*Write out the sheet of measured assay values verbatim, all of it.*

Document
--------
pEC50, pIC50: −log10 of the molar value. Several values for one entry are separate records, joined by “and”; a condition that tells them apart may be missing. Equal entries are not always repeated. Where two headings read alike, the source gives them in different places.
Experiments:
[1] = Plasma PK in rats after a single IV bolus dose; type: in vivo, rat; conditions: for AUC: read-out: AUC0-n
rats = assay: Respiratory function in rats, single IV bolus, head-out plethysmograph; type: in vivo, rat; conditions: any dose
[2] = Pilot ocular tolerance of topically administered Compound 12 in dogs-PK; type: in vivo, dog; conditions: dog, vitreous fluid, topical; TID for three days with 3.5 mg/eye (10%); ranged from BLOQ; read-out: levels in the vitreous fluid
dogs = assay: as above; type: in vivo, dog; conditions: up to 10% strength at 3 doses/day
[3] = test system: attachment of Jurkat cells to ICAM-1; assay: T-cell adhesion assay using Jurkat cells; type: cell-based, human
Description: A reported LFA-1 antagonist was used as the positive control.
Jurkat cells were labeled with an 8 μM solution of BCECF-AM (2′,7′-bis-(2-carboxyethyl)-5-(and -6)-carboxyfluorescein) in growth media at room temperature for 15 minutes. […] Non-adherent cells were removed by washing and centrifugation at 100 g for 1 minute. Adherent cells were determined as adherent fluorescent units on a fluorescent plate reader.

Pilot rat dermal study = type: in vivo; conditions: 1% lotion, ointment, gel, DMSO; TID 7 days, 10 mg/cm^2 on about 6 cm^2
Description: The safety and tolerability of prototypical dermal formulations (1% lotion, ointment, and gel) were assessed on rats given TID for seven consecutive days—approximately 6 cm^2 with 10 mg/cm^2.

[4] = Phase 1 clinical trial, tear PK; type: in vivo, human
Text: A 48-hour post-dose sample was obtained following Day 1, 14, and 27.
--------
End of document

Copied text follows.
pEC50, pIC50: −log10 of the molar value. Several values for one entry are separate records, joined by “and”; a condition that tells them apart may be missing. Equal entries are not always repeated. Where two headings read alike, the source gives them in different places.
Experiments:
[1] = Plasma PK in rats after a single IV bolus dose; type: in vivo, rat; conditions: for AUC: read-out: AUC0-n
rats = assay: Respiratory function in rats, single IV bolus, head-out plethysmograph; type: in vivo, rat; conditions: any dose
[2] = Pilot ocular tolerance of topically administered Compound 12 in dogs-PK; type: in vivo, dog; conditions: dog, vitreous fluid, topical; TID for three days with 3.5 mg/eye (10%); ranged from BLOQ; read-out: levels in the vitreous fluid
dogs = assay: as above; type: in vivo, dog; conditions: up to 10% strength at 3 doses/day
[3] = test system: attachment of Jurkat cells to ICAM-1; assay: T-cell adhesion assay using Jurkat cells; type: cell-based, human
Description: A reported LFA-1 antagonist was used as the positive control.
Jurkat cells were labeled with an 8 μM solution of BCECF-AM (2′,7′-bis-(2-carboxyethyl)-5-(and -6)-carboxyfluorescein) in growth media at room temperature for 15 minutes. […] Non-adherent cells were removed by washing and centrifugation at 100 g for 1 minute. Adherent cells were determined as adherent fluorescent units on a fluorescent plate reader.

Pilot rat dermal study = type: in vivo; conditions: 1% lotion, ointment, gel, DMSO; TID 7 days, 10 mg/cm^2 on about 6 cm^2
Description: The safety and tolerability of prototypical dermal formulations (1% lotion, ointment, and gel) were assessed on rats given TID for seven consecutive days—approximately 6 cm^2 with 10 mg/cm^2.

[4] = Phase 1 clinical trial, tear PK; type: in vivo, human
Text: A 48-hour post-dose sample was obtained following Day 1, 14, and 27.